We live in a day when our president throws a lot of blame around. When it has been suggested that we register and track people of a particular religion. When the working class population is hard-pressed and suffering from long-term joblessness and wage stagnation. When we vote in someone from outside the establishment in order to shake things up. Our times are not so unlike those that led up to two of the most deadly and destructive wars in history (approximately 100 million people died as a result of WWI and WWII combined — that would be like the entire populations of California, Texas, New York, and Illinois combined…dead).

Now, I’m not equating Trump and Hitler. Trump’s a bumbling idiot muddling through a job he’s perhaps realizing he didn’t really want to do after all. Were Trump a decent orator, maybe (maybe) I’d be more concerned about him. (Aside: Imagine the crazy tweets Hitler would unleash if he’d had Twitter.) No, sir. Trump is no Hitler.

I’m simply saying that it’s important to study our history and to resist chronological snobbery, which suggests that since we live in a later time we are more enlightened or savvy or moral than those who lived in the past. We’re not. We must always be on guard against bad leadership and we must always be on guard against our own capacity to do evil…especially when we have convinced ourselves we are doing good.

Because the more pressing question, the more disturbing question is: Could we regular, everyday Americans be more like all those regular, everyday Germans in the 1930s than we think?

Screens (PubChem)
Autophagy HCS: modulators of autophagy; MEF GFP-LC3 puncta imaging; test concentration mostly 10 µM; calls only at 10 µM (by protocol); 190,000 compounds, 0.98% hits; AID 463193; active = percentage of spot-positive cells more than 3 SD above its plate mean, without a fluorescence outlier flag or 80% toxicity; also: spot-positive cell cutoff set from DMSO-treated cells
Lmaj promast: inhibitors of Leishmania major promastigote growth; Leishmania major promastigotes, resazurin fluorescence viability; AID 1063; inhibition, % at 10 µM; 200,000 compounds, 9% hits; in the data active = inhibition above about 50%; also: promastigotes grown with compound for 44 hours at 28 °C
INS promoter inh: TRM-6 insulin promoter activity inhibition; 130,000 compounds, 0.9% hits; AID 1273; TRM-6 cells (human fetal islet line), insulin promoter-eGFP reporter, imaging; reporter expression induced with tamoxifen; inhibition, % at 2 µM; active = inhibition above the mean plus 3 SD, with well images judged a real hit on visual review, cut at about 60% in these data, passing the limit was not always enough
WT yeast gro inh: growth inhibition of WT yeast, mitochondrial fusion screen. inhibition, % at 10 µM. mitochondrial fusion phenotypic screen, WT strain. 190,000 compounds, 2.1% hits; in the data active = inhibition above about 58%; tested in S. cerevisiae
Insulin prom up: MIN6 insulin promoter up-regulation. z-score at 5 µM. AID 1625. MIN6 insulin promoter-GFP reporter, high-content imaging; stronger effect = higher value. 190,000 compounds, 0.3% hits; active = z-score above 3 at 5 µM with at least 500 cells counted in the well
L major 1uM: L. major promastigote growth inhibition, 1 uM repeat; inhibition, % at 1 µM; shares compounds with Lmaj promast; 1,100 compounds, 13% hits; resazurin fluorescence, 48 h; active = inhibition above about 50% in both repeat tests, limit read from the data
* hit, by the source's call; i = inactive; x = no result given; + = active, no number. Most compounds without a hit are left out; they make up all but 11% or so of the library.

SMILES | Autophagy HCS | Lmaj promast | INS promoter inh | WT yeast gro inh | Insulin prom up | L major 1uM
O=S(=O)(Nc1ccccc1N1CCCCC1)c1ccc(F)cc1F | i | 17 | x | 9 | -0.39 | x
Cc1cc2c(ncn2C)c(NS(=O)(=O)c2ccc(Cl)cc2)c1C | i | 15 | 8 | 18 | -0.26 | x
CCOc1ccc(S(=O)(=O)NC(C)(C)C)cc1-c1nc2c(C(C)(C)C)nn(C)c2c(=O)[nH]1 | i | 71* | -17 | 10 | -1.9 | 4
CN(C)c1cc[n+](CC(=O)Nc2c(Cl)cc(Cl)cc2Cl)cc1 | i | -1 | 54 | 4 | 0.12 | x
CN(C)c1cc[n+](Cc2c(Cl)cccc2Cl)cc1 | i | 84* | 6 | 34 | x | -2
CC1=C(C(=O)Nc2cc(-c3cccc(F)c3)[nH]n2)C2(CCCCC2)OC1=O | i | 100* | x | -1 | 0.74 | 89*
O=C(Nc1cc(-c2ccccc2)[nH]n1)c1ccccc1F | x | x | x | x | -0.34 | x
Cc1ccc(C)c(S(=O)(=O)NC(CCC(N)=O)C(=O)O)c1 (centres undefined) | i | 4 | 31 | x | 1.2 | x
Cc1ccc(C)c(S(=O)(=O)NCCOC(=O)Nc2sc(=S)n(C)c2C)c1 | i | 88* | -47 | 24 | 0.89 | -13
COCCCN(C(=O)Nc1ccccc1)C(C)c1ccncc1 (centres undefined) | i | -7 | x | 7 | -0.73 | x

John King Books Is My Graceland

On Saturday, my sister and I took our first trip to John King Books in Detroit.

It was everything you want in a giant used bookstore housed in an old factory.

Full of charm and mystery.

And beautiful books.

I wanted to take all of these home with me. But I had given myself a budget. In a place like this, you kind of have to.

I brought home this book to read before, during, and after my upcoming trip to the Upper Peninsula.

I built my growing collection of fantastically lovely volumes of poetry printed in the 1800s.

I found Byron last year in a Lansing antique shop, and he is now joined by Burns and Longfellow.

I added yet another green-bound classic to my stacks (green, it seems, was the favorite color of these 1930s printings).

And I found a curiosity or two. This is a copy of The Legend of Sleepy Hollow written in shorthand.

I have a book that teaches you how to write shorthand from my grandmother’s library and this slim volume will go along with it (uh oh…I sense another collection coming into being).

The last book I found — the one that busted my budget and ended my shopping day — is something I’ll tell you about tomorrow…

 

40 Days, 40 Chapters

Between the covers of these five books are a total of forty chapters. One chapter for each day of Lent. They’re all books I’ve been meaning to read, books that have been sitting in stacks or on shelves. Each day of Lent, I hope to read one chapter. I probably haven’t read five books in one month since I was on maternity leave, so we’ll see if I can keep up with that ambitious schedule. But I thought that, rather than giving up practices or habits I should not have to begin with and calling that a sacrifice, I might instead feed my mind and soul with devotional readings, memoir/history, science and religion debates, and Bible study. That, in addition to my daily readings (they’re snippets, really) from C. S. Lewis’s classic works.

I’m putting writing on the back burner during Lent. Perhaps a poem or two or three may materialize, but likely little else. And I’ll put off my research reading until after Easter — though I suppose the grim realities of World War I would be in keeping with this somber season. For now I’ll set my mind on things above and hope that it positively affects my world below.

For those of you who begin the observance of Lent tomorrow, may it be a time of fruitful self-examination that brings you to the joy of Easter in the proper mental and spiritual state.

Rebuilding Classroom Libraries

I’ve made my donation of 12 books to help rebuild these school libraries lost to flooding in Louisiana. Please consider buying a few things off their Amazon wishlists. It’s an easy way to send some help to a broken and hurting community.

Lumos Libri

destroyedbooks